Several years after the Bombardment of Copenhagen in 1807, a British soldier confessed an assassination on an English treasurer in the deer garden north of Copenhagen.
On his deathbed, he told that he and his buddy had buried the regiment chest with the soldiers salaries under the characteristic oak tree northeast of the Hermitage Castle.
The treasure was sought at the request of Queen Victoria, and there was a lot of digging around the old oak tree but the regiment chest didn’t materialise.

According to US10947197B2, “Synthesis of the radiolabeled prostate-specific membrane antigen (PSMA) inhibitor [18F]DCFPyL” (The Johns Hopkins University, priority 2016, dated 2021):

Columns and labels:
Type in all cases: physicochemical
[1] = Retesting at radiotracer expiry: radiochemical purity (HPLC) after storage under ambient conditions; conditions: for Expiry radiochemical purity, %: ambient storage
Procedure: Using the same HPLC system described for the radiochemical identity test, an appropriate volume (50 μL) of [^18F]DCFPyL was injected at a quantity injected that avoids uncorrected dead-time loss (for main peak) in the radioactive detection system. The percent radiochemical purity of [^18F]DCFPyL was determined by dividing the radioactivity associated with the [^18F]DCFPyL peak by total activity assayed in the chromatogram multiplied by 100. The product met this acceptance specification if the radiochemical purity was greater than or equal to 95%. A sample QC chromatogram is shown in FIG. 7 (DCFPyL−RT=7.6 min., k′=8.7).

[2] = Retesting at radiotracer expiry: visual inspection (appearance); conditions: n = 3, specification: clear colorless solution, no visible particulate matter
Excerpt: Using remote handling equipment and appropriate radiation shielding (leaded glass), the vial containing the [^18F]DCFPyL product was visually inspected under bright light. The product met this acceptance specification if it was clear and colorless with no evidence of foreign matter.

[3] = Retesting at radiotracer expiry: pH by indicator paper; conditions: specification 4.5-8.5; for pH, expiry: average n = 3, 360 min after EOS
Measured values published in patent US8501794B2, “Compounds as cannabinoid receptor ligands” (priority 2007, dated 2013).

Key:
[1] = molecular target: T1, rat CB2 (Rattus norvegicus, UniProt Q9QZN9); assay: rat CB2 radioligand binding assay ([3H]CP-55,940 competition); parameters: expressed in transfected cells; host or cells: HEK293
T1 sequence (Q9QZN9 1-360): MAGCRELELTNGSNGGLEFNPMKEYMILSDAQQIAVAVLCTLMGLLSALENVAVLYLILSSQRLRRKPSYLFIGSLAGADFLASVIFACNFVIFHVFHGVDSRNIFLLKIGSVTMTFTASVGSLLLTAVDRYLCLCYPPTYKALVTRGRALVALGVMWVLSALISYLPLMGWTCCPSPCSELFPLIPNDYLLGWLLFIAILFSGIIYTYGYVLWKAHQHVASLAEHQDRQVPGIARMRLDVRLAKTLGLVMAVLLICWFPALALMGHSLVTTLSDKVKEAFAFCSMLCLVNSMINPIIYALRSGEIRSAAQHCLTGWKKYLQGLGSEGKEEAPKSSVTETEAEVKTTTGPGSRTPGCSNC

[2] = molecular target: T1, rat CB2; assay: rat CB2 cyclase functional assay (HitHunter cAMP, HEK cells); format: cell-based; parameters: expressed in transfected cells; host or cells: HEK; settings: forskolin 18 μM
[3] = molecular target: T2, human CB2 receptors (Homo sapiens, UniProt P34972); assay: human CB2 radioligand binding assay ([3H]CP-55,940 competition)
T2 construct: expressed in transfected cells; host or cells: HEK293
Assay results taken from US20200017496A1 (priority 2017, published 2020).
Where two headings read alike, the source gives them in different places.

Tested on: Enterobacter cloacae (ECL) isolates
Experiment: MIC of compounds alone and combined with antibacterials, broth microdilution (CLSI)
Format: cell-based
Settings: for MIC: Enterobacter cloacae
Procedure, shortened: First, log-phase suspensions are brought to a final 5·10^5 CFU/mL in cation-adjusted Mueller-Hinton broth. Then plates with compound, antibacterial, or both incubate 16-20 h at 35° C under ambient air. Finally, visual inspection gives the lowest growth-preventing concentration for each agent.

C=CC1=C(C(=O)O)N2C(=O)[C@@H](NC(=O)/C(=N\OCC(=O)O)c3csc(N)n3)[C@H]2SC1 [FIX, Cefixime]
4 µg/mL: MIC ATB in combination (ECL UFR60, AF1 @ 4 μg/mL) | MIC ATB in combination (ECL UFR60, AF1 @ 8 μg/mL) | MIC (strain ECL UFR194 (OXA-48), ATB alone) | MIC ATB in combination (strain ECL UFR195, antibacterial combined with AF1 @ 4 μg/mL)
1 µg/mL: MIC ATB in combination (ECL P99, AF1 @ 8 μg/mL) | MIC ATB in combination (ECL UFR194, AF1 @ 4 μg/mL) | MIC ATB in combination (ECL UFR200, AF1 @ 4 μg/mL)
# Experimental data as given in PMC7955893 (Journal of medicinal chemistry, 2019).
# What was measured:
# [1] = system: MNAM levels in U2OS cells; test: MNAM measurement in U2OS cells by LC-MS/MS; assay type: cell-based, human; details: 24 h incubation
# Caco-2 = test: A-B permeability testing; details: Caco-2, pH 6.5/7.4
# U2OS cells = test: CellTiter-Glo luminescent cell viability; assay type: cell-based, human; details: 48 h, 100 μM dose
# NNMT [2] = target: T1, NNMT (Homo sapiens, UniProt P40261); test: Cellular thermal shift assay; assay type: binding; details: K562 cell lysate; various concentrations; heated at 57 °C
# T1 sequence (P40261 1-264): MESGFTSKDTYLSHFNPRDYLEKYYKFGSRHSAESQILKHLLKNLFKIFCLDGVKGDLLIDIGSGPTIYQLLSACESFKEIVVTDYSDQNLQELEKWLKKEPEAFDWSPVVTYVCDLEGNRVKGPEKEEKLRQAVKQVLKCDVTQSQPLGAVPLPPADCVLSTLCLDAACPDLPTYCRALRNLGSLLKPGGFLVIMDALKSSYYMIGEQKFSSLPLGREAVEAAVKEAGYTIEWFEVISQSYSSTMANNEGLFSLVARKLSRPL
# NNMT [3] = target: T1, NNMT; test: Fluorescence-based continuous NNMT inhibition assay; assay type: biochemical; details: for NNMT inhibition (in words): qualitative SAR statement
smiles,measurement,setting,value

So where did the treasure go?
Did the other soldier return to the oak tree to bury the money somewhere else?
Or were the buddies in crime watched by other people as they dug down the money. People who behave like the magpie when it keeps an eye on where the squirrel digs its supplies down for the winter 🙂
The occupation of Copenhagen was led by Arthur Wellesley in 1807.
The English formed a semicircle around Copenhagen from Svanemoellen to Kalveboderne
Some soldiers lived at Sorgenfri Castle in Kongen Lyngby, and camped in the deer garden, Jaegersborg Dyrehave.